As I was planning my mantle for this Christmas season, I knew I wanted to create some rustic shabby chic stockings to go with the other decorations I was planning. So I started rummaging through my fabric and came up with a design for these.
The body of the stocking is made from a canvas paint cloth, and the ruffles are scrap fabric that I had leftover from other projects.
- Canvas paint cloth or burlap (or any other fabric that you would like to use) – The stocking measures 19″ X 11″ and you will need to cut it out twice for one stocking.
- Fabric of your choice for the ruffle – I started with a strip of fabric about 4-5″ in height and about 58″ in length.
- String, ribbon, or fabric for the hanging loop
- Sewing machine
- Fabric scissors
You can print out the pattern I created (StockingPattern), or if you have a stocking that you like the size and shape of you can trace that. Sorry for the very rough pattern, this is my original hand drawn pattern. I will work on getting it updated, but I wanted to give you something today.
Double the fabric and pin your pattern or trace your stocking and cut out the fabric so you have two pieces of the same stocking shape.
Hem the top of each piece of your stocking. I prefer to do this before I sew the two pieces of the stocking together, but you could do it after the next step as well. Be sure if you hem them before you sew them together that your hems go the opposite direction. I found it was easiest to lay them together and have the hems coming out towards me on each side.
Pin and sew your two sides of your stocking together with the right/pretty sides facing in and wrong sides facing out. If you hemmed before this step you want your hems facing out. If you waited to hem after this step, then you can hem the top now.
Flip your stocking right side out. I find it easiest to run my finger or a closed pen along the seam to get it pushed out.
Now cut out your ruffle fabric to be about 4-5″ in height and about 58″ in length. I just cut as straight as possible down the side of my fabric. If you fabric isn’t quite long enough you can cut out two pieces and sew them together.
Hem each side of your ruffle fabric (all four sides). I left the ends of my ruffle fabric rough on one of my stockings, but I felt like the ones that I hemmed looked better. I did not sew the two ends of the ruffle fabric together to make a circle because I wanted to have some flexibility with the length if it was a little long.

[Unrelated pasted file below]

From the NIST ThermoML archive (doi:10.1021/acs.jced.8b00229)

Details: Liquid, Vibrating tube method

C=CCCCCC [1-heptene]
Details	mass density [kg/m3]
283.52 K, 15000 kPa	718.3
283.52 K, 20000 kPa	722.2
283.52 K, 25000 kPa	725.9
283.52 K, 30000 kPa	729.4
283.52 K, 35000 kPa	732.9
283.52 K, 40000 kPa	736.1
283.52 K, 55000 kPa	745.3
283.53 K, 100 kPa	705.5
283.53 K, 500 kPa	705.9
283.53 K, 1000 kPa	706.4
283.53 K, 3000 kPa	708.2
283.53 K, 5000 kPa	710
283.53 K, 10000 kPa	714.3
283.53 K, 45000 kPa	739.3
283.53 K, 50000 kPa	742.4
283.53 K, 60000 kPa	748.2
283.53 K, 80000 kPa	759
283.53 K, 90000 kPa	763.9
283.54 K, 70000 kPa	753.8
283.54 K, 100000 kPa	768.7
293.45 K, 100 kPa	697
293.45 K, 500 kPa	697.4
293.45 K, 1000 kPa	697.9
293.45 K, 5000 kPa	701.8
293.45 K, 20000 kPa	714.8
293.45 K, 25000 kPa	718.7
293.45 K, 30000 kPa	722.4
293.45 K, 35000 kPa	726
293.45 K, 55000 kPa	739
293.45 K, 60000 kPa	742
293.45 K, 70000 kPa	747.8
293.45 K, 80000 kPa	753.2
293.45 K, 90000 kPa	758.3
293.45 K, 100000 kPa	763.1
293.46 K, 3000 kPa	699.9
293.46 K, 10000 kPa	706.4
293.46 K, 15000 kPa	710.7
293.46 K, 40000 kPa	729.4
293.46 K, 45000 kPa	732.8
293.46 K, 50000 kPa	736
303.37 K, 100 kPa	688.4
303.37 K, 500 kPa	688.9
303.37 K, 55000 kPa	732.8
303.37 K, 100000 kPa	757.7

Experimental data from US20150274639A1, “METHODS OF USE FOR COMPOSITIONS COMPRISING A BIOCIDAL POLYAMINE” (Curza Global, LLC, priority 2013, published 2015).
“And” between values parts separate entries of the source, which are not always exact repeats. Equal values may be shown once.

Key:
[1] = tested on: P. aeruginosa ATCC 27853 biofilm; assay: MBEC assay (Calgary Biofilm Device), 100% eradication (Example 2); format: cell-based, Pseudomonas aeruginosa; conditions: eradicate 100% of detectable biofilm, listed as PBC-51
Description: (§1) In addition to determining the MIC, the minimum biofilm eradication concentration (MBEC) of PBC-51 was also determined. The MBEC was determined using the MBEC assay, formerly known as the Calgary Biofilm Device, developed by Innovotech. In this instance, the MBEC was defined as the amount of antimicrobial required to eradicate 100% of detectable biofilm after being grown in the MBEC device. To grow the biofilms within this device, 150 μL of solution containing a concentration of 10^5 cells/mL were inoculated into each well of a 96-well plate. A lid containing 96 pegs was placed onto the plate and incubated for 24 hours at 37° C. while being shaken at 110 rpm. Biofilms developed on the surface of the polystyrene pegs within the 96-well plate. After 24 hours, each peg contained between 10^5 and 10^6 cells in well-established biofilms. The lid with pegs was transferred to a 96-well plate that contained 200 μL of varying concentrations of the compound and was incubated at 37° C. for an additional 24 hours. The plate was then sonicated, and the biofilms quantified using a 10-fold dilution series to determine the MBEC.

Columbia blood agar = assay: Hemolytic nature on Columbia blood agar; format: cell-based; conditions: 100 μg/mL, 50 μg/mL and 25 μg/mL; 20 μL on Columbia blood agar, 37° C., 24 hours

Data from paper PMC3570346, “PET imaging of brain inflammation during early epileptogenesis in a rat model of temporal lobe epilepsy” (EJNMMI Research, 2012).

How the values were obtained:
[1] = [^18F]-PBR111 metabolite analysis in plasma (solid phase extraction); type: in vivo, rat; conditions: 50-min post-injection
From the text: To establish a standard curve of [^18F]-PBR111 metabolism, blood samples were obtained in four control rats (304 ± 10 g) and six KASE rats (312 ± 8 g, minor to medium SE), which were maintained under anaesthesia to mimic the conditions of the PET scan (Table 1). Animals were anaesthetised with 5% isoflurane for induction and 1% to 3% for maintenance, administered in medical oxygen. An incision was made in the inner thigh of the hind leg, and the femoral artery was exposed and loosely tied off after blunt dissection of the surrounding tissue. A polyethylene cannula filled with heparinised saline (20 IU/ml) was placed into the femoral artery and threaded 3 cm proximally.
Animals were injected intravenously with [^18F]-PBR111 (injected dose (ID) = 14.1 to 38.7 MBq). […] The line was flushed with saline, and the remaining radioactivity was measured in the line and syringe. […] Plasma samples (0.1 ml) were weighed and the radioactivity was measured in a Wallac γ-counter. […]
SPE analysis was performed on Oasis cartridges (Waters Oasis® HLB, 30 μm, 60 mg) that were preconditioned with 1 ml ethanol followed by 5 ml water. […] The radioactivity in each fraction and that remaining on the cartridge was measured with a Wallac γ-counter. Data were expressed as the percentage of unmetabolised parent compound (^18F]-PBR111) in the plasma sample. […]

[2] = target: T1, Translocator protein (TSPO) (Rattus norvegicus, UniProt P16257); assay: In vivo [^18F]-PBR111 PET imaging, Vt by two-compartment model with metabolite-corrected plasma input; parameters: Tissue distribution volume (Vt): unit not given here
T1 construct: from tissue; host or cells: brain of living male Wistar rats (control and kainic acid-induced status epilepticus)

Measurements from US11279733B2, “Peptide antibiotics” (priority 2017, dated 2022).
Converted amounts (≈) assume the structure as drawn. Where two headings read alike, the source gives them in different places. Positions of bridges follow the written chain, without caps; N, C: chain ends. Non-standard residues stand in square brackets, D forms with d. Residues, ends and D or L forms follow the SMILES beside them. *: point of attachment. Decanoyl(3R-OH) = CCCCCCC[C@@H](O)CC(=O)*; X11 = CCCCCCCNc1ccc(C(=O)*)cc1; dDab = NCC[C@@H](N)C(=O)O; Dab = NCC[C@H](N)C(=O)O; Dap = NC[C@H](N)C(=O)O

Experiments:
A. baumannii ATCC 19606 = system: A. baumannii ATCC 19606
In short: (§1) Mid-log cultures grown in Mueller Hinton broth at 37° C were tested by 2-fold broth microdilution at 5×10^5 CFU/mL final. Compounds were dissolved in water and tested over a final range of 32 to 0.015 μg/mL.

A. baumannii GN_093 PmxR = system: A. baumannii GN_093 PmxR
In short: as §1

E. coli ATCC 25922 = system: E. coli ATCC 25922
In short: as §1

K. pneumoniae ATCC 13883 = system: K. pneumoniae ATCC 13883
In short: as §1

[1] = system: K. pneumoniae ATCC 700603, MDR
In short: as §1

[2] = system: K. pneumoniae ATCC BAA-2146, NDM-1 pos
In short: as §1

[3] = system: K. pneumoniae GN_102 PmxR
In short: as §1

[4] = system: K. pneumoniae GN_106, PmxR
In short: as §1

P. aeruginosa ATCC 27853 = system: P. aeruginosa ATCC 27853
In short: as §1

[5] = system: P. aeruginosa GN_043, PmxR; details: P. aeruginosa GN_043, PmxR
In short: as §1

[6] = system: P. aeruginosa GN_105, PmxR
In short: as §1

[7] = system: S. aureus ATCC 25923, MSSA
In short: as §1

Next is ruffling. There are several ways to ruffle fabric. You can use a ruffler foot on your sewing machine, you can set your sewing machine on a long step length and then pull the thread on each end of your fabric to ruffle, you can hand ruffle with a needle and thread, or you can hand ruffle with your sewing machine. I like the last option the best. As I sew I bunch/fold the fabric just before it goes under my sewing machine foot. This worked perfect for this project because I wanted to have some fabric ruffled above the top of my stocking and I wanted to have a ruffle skirt below the top of my stocking. I decided how much I wanted to have on each side (about an inch on top and the rest on the bottom) and then placed the fabric at that point as it went under my sewing machine foot. Then I just used my hands to bunch from both sides just as it was going under the foot. It is a little slow going, but this is my preferred way of ruffling.
Before I did these stockings, I measured the length around the top of my stockings which was 18″. I laid out my sewing tape to 18″ so I had a visual of how long I needed it to be and I adjusted my ruffle as I went (ruffle more if it was looking too long, ruffle less if it was looking too short). It doesn’t have to be perfect, but too long is way better than too short. If it comes out a little long you can overlap the ruffle or ruffle a little more as you are attaching it to the stocking. In fact, I felt it looked better to have 1/2″ to 1″ of overlap. I have been ruffling like this for years, so I am not saying this is the easiest way, but it is the easiest way for me. No changing of the sewing machine foot, no cursing when your thread breaks if you are trying to pull the ruffle, and no stabbing myself with a needle when I hand sew (one of the many reasons I don’t like to hand sew).
This is what you will end up with once ruffled.
Then pin your ruffle to the top of your stocking and carefully sew along your already sewn ruffle line. As I was pinning I lined my sewn ruffle line up just below my hemline on the top of the stocking.
Last, sew your ribbon, twine, or fabric to the top edge of your stocking at the desired length you would like it. Be careful because with all that ruffle it is easy to get it folded over when sewing this piece on.
Another option with these stockings would be to paint/write names or holiday words on them to further personalize them. I decided to leave them simple, but there are always options to spruce them up some more in the future.
I love how these stockings turned out, and I can’t wait to see all your stocking creations!
Please let me know if you have any questions.
I would love if you would pin and share this with your friends!
Thanks so much.